Although it exceeded the market's second-quarter earnings estimate,
clearly had a difficult quarter, reporting weak revenue, particularly in its once well-regarded trust business, as well as higher expenses. Some analysts also claim the bank has skimped on its bad-loan reserve, a charge the nation's 10th-largest bank denies.
The Atlanta-based bank reported second-quarter operating income of $1.09 per fully diluted share, up 14% from the year-earlier period's 96 cents. The latest quarter's number exceeded the $1.07 expected by analysts surveyed by
First Call/Thomson Financial
But excluding $5 million of nonrecurring gains from securities and loan sales, SunTrust would have earned $1.07, matching the analysts' forecast. And had it boosted its bad-loan provision by enough to keep its overall loan-loss reserve, as proportion of loans, at the first-quarter level, then SunTrust would have earned less than a buck.
Just after noon, SunTrust's stock was off 1 3/8, or 2.8%, to 47 3/8, exceeding a 0.83% decline in the
KBW Banks Index
, which tracks the nation's 24 largest banks.
The bank's recurring revenue -- net interest income plus noninterest income, minus the securities gains -- fell marginally, to $1.18 billion in the second quarter from $1.19 billion in the year-ago period. Higher interest rates have rapidly pushed up the cost of the money that the bank borrows and lends on. And because there's a lag before the bank's borrowers bear those costs through higher loan rates, the profit margin on lending was squeezed to 3.55%, from 3.71% in the previous quarter. A bank spokesman said this margin began to expand again in June, providing some grounds for a recovery in third-quarter net interest income, which makes up nearly two-thirds of revenue at the bank.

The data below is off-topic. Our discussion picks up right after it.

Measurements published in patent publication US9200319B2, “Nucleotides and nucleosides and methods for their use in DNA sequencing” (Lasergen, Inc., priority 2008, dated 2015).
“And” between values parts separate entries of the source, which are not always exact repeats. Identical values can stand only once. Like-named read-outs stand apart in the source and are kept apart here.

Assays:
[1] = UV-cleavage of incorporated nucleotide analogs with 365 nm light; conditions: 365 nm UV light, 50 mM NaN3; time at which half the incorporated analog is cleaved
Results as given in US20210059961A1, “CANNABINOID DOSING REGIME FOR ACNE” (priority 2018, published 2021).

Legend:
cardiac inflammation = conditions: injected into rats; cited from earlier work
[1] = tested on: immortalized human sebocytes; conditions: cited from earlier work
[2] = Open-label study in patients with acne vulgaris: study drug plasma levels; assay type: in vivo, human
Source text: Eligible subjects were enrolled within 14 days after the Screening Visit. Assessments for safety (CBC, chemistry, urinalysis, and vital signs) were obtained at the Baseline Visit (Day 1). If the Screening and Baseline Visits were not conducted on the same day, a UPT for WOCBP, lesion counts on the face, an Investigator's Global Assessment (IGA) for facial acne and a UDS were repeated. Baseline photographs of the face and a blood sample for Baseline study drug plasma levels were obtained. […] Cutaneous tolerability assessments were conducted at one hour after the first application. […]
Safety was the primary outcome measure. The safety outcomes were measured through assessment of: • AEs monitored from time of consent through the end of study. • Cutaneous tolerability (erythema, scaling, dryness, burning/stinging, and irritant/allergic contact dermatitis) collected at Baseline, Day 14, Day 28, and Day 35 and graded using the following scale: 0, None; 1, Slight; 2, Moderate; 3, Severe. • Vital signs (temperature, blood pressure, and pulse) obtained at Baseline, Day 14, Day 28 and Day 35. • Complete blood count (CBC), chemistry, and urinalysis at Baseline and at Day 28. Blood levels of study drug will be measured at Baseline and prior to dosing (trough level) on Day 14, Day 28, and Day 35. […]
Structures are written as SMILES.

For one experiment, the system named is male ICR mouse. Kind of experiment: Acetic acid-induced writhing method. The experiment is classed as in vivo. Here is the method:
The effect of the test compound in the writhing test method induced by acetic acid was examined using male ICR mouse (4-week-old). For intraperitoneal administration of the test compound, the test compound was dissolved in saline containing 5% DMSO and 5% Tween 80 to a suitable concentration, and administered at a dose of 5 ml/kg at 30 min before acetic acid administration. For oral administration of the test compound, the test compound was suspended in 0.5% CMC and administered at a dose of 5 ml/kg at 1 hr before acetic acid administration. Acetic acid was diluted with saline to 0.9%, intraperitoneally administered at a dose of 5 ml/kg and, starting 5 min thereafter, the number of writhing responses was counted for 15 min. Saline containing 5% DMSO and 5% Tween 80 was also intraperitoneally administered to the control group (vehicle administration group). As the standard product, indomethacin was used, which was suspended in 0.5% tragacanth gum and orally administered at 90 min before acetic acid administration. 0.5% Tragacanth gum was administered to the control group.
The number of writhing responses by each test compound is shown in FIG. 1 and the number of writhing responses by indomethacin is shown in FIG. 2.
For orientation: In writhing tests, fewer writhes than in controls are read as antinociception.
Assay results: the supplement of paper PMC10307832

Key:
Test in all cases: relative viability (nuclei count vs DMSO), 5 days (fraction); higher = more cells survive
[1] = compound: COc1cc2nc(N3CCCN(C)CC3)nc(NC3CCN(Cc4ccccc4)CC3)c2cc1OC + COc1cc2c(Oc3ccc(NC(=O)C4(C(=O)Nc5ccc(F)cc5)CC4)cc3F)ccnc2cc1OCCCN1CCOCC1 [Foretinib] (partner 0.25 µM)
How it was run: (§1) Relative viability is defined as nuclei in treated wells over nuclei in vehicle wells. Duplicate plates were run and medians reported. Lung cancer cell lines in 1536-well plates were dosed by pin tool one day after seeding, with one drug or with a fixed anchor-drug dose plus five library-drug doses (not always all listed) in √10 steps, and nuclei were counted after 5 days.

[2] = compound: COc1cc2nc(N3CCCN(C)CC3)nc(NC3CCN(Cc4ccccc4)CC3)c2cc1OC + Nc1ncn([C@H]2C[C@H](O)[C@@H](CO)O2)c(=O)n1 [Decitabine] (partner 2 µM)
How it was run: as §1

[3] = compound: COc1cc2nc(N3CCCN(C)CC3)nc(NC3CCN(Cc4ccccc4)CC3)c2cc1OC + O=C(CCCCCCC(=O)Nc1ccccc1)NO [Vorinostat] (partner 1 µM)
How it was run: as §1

Matter of Trust
Such an increase will be necessary if the bank's trust business is still in the doldrums. Revenue from this segment, the largest contributor to noninterest income, slipped slightly from year-ago levels, to $125 million. The departure of large institutional clients is mainly to blame. "The jewel of SunTrust's franchise is its trust business, and it's in disarray," remarks Charles Peabody, banks analyst at New York-based
, which hasn't done underwriting for SunTrust and rates the stock a sell.
"Our trust revenue needs a lot of attention," Philip Humann, SunTrust's chief exec, conceded on a conference call Thursday.
Noninterest expense edged up 2% to $720 million from the first-quarter level. "We will focus more on expenses, but we're trying to be intelligent about it," Humann said on the call, mentioning the possibility that the bank would shed 500 jobs this year.
Call Up the Reserves
Analysts spent most time on SunTrust's conference call probing Humann, also chairman and president of SunTrust, about the loan-loss reserve, which has become a talking point across the banking sector after bad-loan
. Since SunTrust's loan-loss provision, which is subtracted from earnings, was about the same as its loan losses in the quarter -- around $27 million -- the bank appears to have taken precautions. But the overall loan-loss reserve slipped to 1.22% of total loans, from 1.27% in the first quarter and 1.5% in the year-earlier period.
"SunTrust can't go much lower than 1.22%," says Michael Granger, banks analyst at
, which rates the bank a market perform and hasn't done recent underwriting with it. He thinks the quality of SunTrust's earnings was compromised by letting the reserve level slip as a percentage of loans.
A bank spokesman responds that the reserve is suitable for the composition and the current credit quality of SunTrust's loan book.